MD5 is a very fast hash and its output is short and easy to store. Should I use it for my non-security-sensitive application?
I don't think so, but I can't seem to convince anyone else that this is true.
When I need to show to others that they are wrong and it is their word against mine, I look to the words of industry recognized experts and then challenge them to find an industry recognized expert that supports their belief.
Wikipedia even has a nice article on MD5 security.
That said, you specify in your question that this is potentially for a "non-security-sensitive" application. What do you mean by that? Your comment seems to suggest that you are signing hashes of files. That to me seems security sensitive.
The only threats against MD5 are security, afaik it's mostly about its collision resistance (and some specific cases of preimage).
If you rite that app is "non-security-sensitive", maybe you should not care about those threats and gain from speed?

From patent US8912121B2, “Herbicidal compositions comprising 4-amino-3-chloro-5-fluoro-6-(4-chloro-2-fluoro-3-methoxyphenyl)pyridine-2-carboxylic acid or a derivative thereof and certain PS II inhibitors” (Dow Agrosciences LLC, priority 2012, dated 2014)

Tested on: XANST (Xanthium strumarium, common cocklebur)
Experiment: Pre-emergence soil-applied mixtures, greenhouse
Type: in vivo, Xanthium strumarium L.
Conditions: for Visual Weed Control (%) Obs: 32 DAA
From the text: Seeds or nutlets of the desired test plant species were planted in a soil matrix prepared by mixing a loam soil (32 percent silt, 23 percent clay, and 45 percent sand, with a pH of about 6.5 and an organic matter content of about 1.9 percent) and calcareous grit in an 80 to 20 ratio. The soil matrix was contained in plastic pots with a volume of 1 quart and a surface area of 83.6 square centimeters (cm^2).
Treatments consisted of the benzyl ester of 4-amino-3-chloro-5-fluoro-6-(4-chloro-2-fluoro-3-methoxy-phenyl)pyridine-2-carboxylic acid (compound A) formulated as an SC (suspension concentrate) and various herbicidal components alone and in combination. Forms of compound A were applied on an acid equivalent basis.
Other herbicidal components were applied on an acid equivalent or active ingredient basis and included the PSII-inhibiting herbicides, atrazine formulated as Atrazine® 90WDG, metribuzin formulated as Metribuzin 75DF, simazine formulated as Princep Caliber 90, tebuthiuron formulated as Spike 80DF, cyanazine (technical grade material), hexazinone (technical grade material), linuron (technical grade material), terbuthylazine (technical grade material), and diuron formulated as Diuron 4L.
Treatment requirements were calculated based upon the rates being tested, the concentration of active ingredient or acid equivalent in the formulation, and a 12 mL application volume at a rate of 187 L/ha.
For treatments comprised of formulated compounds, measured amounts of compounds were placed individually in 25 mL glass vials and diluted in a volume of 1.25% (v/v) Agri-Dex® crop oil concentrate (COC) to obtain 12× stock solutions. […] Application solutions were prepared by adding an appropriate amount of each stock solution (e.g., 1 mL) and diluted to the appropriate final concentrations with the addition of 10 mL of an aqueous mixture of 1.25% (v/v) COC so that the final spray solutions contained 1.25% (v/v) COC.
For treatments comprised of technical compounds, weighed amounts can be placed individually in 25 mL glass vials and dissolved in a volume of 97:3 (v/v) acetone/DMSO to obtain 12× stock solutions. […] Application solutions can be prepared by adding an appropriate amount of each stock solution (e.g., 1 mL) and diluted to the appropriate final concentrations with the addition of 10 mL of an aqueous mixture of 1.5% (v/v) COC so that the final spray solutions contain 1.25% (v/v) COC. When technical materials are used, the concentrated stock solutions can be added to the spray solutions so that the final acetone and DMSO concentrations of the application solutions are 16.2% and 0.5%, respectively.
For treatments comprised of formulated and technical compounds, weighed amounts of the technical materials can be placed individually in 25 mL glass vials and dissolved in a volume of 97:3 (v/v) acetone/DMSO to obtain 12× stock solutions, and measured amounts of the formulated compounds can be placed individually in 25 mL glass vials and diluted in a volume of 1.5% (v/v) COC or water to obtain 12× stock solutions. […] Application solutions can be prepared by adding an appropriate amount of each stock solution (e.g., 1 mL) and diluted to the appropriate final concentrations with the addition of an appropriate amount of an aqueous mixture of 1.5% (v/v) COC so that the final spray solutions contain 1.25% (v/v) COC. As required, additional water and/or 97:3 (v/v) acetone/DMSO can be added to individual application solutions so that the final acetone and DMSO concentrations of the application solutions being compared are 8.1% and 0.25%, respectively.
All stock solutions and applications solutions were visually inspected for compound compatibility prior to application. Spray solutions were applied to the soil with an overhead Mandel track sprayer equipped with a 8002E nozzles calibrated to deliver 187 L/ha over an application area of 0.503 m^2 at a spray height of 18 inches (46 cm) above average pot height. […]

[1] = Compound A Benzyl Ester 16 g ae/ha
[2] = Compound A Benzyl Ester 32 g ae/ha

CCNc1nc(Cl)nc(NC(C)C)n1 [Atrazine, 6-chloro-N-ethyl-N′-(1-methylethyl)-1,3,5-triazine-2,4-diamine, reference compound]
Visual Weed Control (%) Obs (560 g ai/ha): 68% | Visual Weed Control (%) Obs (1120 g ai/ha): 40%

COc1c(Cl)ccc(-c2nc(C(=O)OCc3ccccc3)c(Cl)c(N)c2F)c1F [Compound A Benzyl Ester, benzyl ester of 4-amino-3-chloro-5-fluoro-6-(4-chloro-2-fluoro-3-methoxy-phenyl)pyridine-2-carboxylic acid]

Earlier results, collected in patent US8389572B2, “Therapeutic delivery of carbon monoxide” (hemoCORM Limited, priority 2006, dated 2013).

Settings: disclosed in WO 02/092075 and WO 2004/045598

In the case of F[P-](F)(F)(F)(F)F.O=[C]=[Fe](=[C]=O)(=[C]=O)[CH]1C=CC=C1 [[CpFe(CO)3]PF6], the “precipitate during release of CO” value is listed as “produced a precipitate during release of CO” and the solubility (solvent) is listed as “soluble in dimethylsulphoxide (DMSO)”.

For some applications collisions are acceptable when happen very rarely - let's take hash tables as example.
If you app has similar requirements as Hash table datastructure, go and check out if there is even better choice than md5! (for speed, parallelism or other reason)
If I was developing a new application and could use any hash function, and my application is even a little tiny bit security sensitive, my default is (soon) SHA-3.
Last year, my default hash function for anything even a little tiny bit security sensitive was SHA-256. It's about half as fast as MD5.
MD5 and SHA-1 are adequate for some applications, so there's no real rush to update all the software that currently uses it for those applications. But I would use the above alternatives instead for any new application, because:
US-CERT says MD5 "should be considered cryptographically broken and unsuitable for further use." NIST says "Federal agencies should stop using SHA-1 for...applications that require collision resistance as soon as practical, and must use the SHA-2 family of hash functions for these applications after 2010"
If I need a hash to use as a checksum detect accidental (i.e., not malicious) bit errors, and it needed to be faster than SHA-256, I would probably by default use a CRC-32 if there was a library implementation handy and I had plenty of program space. If I needed to implement some kind of checksum myself -- or if it needed to use very little program space -- I would by default write a Fletcher-32 checksum implementation.